BC Election Act Challenge goes to Supreme Court of Canada

On June 22, 2015, FIPA filed an Application for Leave to appeal the judgment of the Court of Appeal for British Columbia on our Election Act challenge.

voting keith Ivey copyThe BC Election Act makes something as simple as putting a handwritten sign in your window during the election period without registering with the authorities an offense, which could result in a year in jail and a $10,000 fine. FIPA submitted that the restrictions on 3rd party election advertising and the registration requirements for 3rd party election advertisers in the BC Election Act are an unjustified violation of the right to free expression guaranteed by section 2(b) of the Charter.  We sought to change the legislation so that anyone with expenditures below $500 is exempted from s. 239 of the Election Act, as they are under other Canadian election laws.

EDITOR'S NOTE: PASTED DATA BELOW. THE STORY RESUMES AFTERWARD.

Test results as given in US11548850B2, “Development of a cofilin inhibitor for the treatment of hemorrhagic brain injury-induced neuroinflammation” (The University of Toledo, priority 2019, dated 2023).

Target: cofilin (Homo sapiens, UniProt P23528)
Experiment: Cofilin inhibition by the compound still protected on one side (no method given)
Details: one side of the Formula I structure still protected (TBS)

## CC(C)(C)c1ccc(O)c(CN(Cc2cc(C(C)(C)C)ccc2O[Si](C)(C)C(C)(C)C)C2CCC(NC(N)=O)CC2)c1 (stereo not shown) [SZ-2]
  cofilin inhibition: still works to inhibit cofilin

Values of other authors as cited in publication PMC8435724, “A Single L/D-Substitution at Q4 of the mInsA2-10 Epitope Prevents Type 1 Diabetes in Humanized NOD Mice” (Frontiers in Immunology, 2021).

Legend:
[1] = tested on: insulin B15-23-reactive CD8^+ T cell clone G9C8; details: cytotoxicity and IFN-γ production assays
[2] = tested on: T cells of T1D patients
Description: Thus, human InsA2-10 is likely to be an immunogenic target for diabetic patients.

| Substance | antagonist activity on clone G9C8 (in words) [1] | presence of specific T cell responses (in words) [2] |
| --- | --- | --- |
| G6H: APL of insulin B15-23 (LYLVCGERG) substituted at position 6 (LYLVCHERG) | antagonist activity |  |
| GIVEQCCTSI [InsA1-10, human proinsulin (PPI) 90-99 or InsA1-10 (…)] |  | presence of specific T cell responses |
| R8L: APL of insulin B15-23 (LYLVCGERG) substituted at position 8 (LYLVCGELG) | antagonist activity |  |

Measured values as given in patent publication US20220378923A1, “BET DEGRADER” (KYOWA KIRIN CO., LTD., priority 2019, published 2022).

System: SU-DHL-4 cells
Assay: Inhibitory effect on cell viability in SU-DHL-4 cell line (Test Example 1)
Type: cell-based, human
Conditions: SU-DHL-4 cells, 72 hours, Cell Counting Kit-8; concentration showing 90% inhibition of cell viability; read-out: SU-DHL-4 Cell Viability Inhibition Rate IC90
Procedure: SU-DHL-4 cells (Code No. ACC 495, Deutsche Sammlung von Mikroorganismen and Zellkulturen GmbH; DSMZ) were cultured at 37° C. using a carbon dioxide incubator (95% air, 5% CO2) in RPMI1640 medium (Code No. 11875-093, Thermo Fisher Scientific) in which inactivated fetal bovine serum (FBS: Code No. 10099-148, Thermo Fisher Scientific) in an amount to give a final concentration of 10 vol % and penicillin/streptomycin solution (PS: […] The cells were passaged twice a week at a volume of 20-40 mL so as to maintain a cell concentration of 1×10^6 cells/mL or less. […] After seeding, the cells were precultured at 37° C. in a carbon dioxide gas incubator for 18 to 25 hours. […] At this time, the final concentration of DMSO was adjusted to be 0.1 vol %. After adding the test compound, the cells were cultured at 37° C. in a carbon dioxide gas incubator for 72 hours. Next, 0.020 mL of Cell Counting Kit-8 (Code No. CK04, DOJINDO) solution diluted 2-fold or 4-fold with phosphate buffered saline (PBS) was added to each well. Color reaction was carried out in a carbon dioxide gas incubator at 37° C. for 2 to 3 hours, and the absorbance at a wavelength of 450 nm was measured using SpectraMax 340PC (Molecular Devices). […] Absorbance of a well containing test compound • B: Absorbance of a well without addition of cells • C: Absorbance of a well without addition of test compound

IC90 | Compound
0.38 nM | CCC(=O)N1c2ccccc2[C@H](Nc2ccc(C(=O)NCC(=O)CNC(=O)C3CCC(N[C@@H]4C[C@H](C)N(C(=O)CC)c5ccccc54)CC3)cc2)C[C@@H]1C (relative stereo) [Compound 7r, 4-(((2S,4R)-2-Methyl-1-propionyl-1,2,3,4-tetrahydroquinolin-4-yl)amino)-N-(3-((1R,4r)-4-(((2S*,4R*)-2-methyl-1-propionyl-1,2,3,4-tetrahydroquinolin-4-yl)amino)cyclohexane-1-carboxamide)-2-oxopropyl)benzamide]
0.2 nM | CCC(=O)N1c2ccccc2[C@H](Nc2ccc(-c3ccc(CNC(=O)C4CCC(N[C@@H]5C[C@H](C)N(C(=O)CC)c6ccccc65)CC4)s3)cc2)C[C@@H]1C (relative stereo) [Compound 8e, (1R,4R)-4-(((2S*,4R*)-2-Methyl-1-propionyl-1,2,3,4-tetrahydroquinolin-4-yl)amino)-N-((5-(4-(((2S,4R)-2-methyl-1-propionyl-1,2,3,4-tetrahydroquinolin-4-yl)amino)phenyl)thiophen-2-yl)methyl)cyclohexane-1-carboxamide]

Last year, a BC Supreme Court judge ruled that although these third party spending provisions did violate the right to freedom of expression under the Charter of Rights and Freedoms, and the violation was not ‘trivial or insubstantial’ as claimed by the government, it could be justified under section 1 of the Charter. FIPA took the case to the BC Court of Appeal. In 2015, the BC Court of Appeal issued a 2-1 ruling upholding the BC Supreme Court’s decision. The Application for Leave at the Supreme Court of Canada is the next step in the process. FIPA would like to thank lawyers Sean Hern and Alison Latimer of Farris Vaughan for their extensive pro bono work on this case.